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by Stephen Downes
January 9, 2008

NRC Moncton

This is the building where I work in Moncton. Just thought you might want to see it Stephen Downes, Flickr January 9, 2008 [Link] [Tags: ] [Comment]

E-Learning in Malaysia
This new blog launches at a very good time: tomorrow morning, very early in the morning, I will be flying to Kuala Lumpur, Malaysia, to give a Web 2.0 seminar (I arrive on Saturday with a stopover in Japan). You can see some information on it here. So Zaid Ali Alsagoff's new e-Learning in Malaysia blog is perfectly timed. Zaid Ali Alsagoff, E-learning in Malaysia January 9, 2008 [Link] [Tags: , ] [Comment]

Immersive Virtual Telepresence - Size Matters
Whn Rod said the Ottawa people wanted to build an Advanced Collaborative Environment (ACE room) here in Moncton, I was sceptical and noncommittal. Videoconfrencing had been done, it had certain capacities, and that was that. The ACE room we set up, though, confirmed for me the proposition in this post: size makes a huge difference in videoconferencing. When you're talking to a 1x1 square, that's one thing. But when the person in the video across the desk is life-sized, that's very different. There's real presence there. Add high-quality sound and multiple points of access and you have something worth exploring. It's still pretty expensive, though, and I won't get into how long it has taken for us to rebuild our ACE room after the move last year. But it makes me thing: I will bet dollars to doughnuts that size makes a big difference for virtual worlds as well. Stan Trevena / Quidit Oflynn, Second Life and Education January 9, 2008 [Link] [Tags: , , ] [Comment]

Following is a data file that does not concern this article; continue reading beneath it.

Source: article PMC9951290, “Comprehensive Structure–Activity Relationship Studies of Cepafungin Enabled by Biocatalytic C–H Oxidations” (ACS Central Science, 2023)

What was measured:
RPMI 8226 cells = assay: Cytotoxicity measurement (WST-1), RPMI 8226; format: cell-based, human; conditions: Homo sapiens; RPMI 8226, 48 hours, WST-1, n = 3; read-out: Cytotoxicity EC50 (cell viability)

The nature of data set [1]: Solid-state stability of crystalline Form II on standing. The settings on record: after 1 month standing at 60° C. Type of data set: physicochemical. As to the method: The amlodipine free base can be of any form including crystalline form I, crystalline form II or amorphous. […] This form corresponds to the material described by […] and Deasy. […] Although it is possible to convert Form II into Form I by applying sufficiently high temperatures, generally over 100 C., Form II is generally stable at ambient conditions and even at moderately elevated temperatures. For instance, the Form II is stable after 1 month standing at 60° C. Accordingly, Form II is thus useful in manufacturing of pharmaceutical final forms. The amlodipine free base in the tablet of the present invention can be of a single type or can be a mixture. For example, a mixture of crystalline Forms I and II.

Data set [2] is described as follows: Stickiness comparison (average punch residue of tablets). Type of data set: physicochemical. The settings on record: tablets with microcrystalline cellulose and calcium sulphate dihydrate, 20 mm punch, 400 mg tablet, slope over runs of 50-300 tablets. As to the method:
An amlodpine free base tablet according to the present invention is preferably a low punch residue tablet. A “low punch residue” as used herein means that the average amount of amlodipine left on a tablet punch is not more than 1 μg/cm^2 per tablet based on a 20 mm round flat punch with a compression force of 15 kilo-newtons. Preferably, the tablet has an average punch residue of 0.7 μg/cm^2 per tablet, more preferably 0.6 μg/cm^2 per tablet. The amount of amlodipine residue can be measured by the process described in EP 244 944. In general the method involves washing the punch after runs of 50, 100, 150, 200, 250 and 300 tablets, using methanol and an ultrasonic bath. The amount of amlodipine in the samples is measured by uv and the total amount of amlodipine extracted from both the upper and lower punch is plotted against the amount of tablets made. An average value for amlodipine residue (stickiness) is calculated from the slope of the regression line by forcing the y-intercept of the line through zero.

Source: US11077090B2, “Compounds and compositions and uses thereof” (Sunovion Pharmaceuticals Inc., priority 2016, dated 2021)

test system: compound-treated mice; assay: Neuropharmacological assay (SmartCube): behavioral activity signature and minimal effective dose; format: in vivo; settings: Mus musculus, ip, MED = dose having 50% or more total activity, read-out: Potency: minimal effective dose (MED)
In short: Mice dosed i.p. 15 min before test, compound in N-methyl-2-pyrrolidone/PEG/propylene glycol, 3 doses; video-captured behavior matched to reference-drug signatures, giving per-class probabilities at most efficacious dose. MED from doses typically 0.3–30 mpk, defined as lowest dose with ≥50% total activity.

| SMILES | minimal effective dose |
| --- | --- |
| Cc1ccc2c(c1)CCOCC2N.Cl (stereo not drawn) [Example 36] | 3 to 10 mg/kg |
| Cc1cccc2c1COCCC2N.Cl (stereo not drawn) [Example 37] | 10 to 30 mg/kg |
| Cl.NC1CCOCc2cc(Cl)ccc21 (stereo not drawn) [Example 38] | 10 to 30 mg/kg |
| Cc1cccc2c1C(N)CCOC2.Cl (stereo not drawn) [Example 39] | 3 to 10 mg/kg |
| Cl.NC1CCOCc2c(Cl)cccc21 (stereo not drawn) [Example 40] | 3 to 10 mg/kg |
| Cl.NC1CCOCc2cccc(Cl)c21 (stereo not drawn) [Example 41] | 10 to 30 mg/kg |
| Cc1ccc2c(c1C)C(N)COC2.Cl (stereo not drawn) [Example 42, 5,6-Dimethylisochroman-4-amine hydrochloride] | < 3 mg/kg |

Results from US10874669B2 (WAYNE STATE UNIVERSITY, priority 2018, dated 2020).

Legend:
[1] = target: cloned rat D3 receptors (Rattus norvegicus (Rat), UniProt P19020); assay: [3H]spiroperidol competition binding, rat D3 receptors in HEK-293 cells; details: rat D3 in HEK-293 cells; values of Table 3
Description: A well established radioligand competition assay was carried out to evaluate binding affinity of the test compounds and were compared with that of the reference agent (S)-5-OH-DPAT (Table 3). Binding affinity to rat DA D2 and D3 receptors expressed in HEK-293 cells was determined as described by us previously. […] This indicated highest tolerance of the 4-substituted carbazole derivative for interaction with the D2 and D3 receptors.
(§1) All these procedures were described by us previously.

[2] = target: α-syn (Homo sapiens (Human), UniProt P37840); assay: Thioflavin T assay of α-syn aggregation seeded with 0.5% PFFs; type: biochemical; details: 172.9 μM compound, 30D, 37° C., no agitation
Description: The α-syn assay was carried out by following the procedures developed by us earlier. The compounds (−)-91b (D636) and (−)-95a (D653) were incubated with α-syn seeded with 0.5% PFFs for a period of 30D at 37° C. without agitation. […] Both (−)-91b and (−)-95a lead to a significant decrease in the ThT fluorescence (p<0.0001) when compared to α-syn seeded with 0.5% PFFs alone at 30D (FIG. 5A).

Graphs, Networks, Terminology, Etc (or, Hey, Hey, I'm a Monkey)
Nice discussion of the 'graphs' versus 'networks' jargon war taking place right now. Pete Johnston, with some judicious linking (really nice job there, good work), puts it into perspective. Which allows me to summarize it all in a pithy one sentence nutshell: a graph is a mathematical representation of a network. Pete Johnston, eFoundations January 9, 2008 [Link] [Tags: , ] [Comment]

One Step Closer to Open Social Networks?: Google and Facebook Join the DataPortability Workgroup
More on the rapidly growing snowball that is open social networks. OpenID is one part of this. Data Portability is another. "The optimistic vision for open social networks, where users will be able to share content freely across social networking sites, seems to be getting closer. Google and Facebook are, obviously, two of the biggest holders of social and personal information on the internet - on the one hand, they have enormous user populations clamouring for this facility." Catherine Howell, EDUCAUSE Connect January 9, 2008 [Link] [Tags: , , , ] [Comment]

Interactive Information Design